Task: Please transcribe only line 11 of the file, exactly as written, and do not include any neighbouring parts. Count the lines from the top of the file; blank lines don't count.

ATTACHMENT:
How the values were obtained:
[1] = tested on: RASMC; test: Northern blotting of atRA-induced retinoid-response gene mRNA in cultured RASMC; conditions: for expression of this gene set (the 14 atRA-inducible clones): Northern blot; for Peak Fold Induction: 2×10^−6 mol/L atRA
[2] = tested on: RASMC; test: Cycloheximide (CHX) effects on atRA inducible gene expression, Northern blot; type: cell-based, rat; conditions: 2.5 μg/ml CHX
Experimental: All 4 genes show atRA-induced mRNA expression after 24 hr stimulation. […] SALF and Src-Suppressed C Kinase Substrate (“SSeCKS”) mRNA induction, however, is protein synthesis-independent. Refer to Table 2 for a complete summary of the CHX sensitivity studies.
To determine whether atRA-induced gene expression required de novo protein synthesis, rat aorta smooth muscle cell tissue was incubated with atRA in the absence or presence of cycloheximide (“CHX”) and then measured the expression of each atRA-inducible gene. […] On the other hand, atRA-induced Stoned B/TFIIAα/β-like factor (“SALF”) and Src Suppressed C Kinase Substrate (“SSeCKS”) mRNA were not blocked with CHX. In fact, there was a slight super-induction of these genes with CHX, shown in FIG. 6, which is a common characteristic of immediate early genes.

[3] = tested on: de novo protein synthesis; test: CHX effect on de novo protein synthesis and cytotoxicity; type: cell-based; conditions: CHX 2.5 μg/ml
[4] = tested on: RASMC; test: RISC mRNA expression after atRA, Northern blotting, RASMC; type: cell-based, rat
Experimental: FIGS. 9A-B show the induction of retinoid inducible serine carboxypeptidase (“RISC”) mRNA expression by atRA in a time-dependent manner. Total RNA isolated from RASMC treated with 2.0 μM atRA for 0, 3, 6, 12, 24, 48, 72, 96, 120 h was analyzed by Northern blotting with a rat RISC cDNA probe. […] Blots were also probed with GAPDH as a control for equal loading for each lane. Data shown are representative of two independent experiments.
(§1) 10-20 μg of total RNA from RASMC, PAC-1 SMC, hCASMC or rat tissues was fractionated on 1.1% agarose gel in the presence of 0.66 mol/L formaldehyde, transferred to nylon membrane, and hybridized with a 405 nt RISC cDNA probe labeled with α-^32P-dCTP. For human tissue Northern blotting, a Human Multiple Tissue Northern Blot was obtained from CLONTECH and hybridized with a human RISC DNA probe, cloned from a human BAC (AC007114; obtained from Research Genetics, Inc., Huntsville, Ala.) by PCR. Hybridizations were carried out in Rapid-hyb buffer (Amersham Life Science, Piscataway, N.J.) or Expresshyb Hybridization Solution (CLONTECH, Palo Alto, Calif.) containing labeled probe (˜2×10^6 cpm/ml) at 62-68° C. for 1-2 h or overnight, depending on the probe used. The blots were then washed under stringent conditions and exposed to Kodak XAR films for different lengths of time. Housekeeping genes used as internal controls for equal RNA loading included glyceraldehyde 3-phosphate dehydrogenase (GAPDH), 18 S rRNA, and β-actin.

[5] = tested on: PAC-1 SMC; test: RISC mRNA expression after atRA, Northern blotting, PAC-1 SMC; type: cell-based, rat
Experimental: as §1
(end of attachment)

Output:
Experimental: as §1